33,000 lives end by guns each year in the United States.
Two-thirds of gun deaths in the United States every year are suicides. The next-largest set of gun deaths — 1 in 5 — were young men aged 15 to 34, killed in homicides. These men were most likely to die at the hands of other young men, often related to gang loyalties or other street violence. And the last notable group of similar deaths was the 1,700 women murdered per year, usually as the result of domestic violence.
The antidote to gun violence might be to teach the ins and outs of anger management, as we are now teaching the ins and outs of algebra. We could teach what anger is, instead of teaching to deny that we have any. We could teach that there is more than one choice: bang! We could teach how to avoid taking anger provoking accusations personally.
Yet, while the murder rates in America’s cities appear to be falling, the suicide rate in America has gone up 3.7 percent in a year. A 2017 CDC report found that with little exception, larger percentages of suicides each year are committed with firearms, while methods like poisoning have increasingly fallen to the wayside. And the report makes clear that the majority of people who kill with a gun shoot themselves, not others: Suicides account for 60 percent of the country’s count of gun deaths.
Potential suicide victims, women menaced by their abusive partners and kids swept up in street vendettas are all in danger from guns, but they each require different protections. Older men, who make up the largest share of gun suicides, need better access to people who could care for them and get them help.
Women threatened by intimate partners need to be prioritized by police, who can enforce restraining orders prohibiting these men from buying and owning guns. Younger men at risk of violence need to be identified before they take a life or lose theirs and to be connected to mentors who can help them manage anger.
This last point requires no legislative action. We can begin today to give people the tools that they need to solve their anger problems and violence. The two go together ‑ when you solve one, you often solve the other. We can do more than just tell someone to, “Ignore it,” or, “Don’t take it personally.” They do not know how to “ignore it”. They do not know what “taking it personally” means. It means taking someone’s behavior as if it were a reflection on our worth as a person.
For example, if Dave says to a person on the street, “Watch where you are going, you stupid motherfu**er.” The other person could choose to remind her/himself that 1) Dave’s comments are absurd nonsense and it’s not to be taken seriously, and 2) you are smart enough as you are. You are a worthwhile human being no matter what any one else says. Even if it were true that you were not watching where you were going, which it isn’t, you would still be a worthwhile human being. If he says, “You’re an a**hole” you can remind yourself, 1) It’s only his opinion and 2) you are worthwhile no matter what anyone says.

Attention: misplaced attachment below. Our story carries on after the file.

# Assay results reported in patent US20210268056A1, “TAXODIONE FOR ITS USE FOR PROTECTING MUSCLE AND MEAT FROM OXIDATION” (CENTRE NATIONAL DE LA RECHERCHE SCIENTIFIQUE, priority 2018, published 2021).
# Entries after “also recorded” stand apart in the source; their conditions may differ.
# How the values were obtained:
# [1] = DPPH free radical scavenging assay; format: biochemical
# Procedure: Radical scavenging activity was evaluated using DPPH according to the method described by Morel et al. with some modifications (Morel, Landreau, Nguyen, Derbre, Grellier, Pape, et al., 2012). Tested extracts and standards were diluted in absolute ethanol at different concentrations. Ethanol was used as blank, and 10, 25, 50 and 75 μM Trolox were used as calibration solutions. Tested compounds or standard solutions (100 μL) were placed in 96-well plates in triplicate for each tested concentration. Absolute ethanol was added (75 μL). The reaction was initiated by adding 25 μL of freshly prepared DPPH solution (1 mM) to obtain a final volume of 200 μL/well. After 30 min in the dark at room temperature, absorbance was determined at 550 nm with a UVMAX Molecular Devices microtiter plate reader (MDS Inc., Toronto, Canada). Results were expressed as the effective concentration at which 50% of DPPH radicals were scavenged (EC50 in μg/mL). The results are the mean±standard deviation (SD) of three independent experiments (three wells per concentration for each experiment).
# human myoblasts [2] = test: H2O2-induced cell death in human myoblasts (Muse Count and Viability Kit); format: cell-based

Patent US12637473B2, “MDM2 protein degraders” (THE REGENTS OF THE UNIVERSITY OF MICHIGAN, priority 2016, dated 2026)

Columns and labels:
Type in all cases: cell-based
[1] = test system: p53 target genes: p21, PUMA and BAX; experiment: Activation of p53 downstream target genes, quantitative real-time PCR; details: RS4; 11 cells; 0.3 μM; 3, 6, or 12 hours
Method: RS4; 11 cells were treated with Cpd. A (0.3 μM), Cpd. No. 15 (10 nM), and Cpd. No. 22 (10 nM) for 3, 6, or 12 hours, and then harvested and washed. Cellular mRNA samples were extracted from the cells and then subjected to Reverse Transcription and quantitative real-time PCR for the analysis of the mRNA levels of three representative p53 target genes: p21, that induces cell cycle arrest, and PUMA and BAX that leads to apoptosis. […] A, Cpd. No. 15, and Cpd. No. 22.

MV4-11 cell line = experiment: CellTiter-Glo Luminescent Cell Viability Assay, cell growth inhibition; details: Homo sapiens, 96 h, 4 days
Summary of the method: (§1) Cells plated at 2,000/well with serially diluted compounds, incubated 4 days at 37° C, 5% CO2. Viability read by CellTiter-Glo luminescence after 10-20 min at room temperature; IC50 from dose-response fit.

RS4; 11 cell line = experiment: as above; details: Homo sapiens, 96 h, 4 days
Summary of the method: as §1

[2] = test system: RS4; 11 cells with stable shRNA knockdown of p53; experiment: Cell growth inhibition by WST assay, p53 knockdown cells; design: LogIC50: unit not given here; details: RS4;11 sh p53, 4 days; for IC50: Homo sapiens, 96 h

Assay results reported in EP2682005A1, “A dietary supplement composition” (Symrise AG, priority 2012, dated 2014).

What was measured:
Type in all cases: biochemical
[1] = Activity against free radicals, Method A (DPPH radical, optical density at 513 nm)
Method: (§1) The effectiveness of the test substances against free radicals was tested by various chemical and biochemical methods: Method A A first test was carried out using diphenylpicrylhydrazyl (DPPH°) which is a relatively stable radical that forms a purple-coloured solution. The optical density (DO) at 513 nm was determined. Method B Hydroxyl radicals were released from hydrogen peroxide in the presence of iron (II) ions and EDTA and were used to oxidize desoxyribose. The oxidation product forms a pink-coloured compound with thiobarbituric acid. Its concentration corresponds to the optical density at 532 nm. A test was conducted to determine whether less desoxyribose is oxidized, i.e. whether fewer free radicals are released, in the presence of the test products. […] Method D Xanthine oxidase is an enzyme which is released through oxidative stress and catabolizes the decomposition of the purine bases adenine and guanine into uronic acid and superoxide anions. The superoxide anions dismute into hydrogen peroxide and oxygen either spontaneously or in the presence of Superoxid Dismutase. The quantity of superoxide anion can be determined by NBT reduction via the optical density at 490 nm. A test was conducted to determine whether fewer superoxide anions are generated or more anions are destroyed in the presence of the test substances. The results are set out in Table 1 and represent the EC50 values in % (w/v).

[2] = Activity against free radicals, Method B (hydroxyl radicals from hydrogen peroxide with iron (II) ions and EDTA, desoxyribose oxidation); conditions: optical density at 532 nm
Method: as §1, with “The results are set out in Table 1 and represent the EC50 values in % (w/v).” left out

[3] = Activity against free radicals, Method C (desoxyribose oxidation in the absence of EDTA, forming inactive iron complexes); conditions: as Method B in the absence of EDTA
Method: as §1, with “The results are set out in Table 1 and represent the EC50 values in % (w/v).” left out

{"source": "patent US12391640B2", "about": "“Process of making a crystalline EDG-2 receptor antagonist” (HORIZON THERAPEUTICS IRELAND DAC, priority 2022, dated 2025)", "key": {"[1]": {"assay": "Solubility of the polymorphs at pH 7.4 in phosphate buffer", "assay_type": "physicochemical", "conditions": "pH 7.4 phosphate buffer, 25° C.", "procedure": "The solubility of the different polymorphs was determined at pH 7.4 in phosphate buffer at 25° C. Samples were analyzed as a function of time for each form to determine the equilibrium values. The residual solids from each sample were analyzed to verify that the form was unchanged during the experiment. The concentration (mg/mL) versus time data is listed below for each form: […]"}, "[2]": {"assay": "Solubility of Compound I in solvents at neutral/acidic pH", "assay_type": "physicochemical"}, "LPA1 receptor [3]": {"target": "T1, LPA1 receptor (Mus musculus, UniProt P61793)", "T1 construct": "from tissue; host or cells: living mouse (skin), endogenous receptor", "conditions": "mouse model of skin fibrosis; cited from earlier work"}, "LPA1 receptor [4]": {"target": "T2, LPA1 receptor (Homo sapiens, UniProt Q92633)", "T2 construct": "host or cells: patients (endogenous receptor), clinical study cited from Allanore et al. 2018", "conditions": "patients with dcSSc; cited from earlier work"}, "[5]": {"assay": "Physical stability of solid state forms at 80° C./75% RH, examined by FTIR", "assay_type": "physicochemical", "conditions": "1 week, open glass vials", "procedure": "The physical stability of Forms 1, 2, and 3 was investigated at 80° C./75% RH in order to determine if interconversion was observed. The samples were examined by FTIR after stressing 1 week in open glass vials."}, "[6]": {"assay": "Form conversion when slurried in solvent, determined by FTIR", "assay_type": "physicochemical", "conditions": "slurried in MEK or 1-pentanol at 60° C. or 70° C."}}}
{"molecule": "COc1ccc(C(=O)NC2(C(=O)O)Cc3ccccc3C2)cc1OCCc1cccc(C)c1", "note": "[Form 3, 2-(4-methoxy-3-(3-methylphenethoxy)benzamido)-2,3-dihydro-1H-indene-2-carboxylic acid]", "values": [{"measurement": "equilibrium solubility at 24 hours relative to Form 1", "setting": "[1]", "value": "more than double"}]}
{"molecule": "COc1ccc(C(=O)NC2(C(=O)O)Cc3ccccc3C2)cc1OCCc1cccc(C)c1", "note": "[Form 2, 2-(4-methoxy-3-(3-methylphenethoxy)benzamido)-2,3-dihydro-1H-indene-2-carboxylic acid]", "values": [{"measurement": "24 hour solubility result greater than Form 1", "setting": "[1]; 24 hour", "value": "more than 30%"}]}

This kind of approach gives people some insight into what is going on. It will take the power to provoke away from the antagonist and be less painful for the targets of their outbursts. It’s a power they shouldn’t have anyway. It will spare us the pain of a) feeling like an inadequate failure, b) confirming our own feelings of inferiority, and c) anger at ourselves for letting him get away with it.
On the basis of this insight, we are now in a position of responding, instead of merely reacting. We won’t have to save face by defending our honor. We can choose to do the unexpected. a) We can walk away as if nothing happened because nothing did ‑ it was only antagonism. b) We can say, “It’s awful, isn’t it?” c) We can say, “You got a real problem there.”
If we can teach people how to solve such everyday problems, they can use these encounters as a “growth opportunity”. The catch is that it takes courage to disengage. It’s scary to do something different. That’s why change is so hard. We keep reacting in the same way, knowing in advance that it won’t work, but hoping each time that it will.
We can teach our people what courage is ‑ it is the willingness to do what is hard and do it anyways. Doing what is hard is part of being an adult. Education, career, relationships, owning a home, these are all hard things to accomplish. Gold, diamonds are hard to obtain. Value comes from doing what is hard. We don’t value what is easy. We value what is difficult. So by doing the easy thing and reacting to an antagonists remarks, we feel worthless. Each time we do what is hard, we feel like an equal members of the human race ‑ no more and no less than anyone else, in spite of our faults and imperfections.
If you someone else is having thoughts about hurting themselves please contact: national suicide prevention hotline, 1-800-273-TALK (1-800-273-8255) or the crisis text line number, 741-741 (for people in the U.S.)